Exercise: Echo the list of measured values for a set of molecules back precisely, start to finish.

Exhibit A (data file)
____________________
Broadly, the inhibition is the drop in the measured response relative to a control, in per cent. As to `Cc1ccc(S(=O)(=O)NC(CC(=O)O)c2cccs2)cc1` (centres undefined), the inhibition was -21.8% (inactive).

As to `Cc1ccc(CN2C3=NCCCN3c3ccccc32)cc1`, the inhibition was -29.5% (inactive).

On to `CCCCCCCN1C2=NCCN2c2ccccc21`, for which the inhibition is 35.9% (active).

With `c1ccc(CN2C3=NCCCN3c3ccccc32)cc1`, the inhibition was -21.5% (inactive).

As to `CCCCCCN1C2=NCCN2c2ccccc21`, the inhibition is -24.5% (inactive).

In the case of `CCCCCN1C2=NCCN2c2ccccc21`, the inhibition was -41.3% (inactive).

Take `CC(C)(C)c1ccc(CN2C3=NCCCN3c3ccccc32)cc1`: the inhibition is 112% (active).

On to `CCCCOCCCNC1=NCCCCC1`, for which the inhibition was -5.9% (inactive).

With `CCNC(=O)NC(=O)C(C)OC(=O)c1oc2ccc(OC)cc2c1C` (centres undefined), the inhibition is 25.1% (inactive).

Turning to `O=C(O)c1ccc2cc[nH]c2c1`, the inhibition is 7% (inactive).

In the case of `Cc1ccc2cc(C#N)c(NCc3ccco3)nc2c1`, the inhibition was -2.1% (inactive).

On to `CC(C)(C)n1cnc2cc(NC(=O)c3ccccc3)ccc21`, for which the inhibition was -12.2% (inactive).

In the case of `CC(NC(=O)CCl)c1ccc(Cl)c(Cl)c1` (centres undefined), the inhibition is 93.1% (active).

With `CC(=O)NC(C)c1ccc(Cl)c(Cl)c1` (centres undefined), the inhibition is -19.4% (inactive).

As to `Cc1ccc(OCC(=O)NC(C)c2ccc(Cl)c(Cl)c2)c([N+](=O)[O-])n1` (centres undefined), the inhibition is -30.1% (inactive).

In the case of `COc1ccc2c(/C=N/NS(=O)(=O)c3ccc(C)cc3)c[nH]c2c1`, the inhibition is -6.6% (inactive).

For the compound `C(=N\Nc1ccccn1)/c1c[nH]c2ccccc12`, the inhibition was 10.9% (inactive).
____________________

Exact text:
Broadly, the inhibition is the drop in the measured response relative to a control, in per cent. As to `Cc1ccc(S(=O)(=O)NC(CC(=O)O)c2cccs2)cc1` (centres undefined), the inhibition was -21.8% (inactive).

As to `Cc1ccc(CN2C3=NCCCN3c3ccccc32)cc1`, the inhibition was -29.5% (inactive).

On to `CCCCCCCN1C2=NCCN2c2ccccc21`, for which the inhibition is 35.9% (active).

With `c1ccc(CN2C3=NCCCN3c3ccccc32)cc1`, the inhibition was -21.5% (inactive).

As to `CCCCCCN1C2=NCCN2c2ccccc21`, the inhibition is -24.5% (inactive).

In the case of `CCCCCN1C2=NCCN2c2ccccc21`, the inhibition was -41.3% (inactive).

Take `CC(C)(C)c1ccc(CN2C3=NCCCN3c3ccccc32)cc1`: the inhibition is 112% (active).

On to `CCCCOCCCNC1=NCCCCC1`, for which the inhibition was -5.9% (inactive).

With `CCNC(=O)NC(=O)C(C)OC(=O)c1oc2ccc(OC)cc2c1C` (centres undefined), the inhibition is 25.1% (inactive).

Turning to `O=C(O)c1ccc2cc[nH]c2c1`, the inhibition is 7% (inactive).

In the case of `Cc1ccc2cc(C#N)c(NCc3ccco3)nc2c1`, the inhibition was -2.1% (inactive).

On to `CC(C)(C)n1cnc2cc(NC(=O)c3ccccc3)ccc21`, for which the inhibition was -12.2% (inactive).

In the case of `CC(NC(=O)CCl)c1ccc(Cl)c(Cl)c1` (centres undefined), the inhibition is 93.1% (active).

With `CC(=O)NC(C)c1ccc(Cl)c(Cl)c1` (centres undefined), the inhibition is -19.4% (inactive).

As to `Cc1ccc(OCC(=O)NC(C)c2ccc(Cl)c(Cl)c2)c([N+](=O)[O-])n1` (centres undefined), the inhibition is -30.1% (inactive).

In the case of `COc1ccc2c(/C=N/NS(=O)(=O)c3ccc(C)cc3)c[nH]c2c1`, the inhibition is -6.6% (inactive).

For the compound `C(=N\Nc1ccccn1)/c1c[nH]c2ccccc12`, the inhibition was 10.9% (inactive).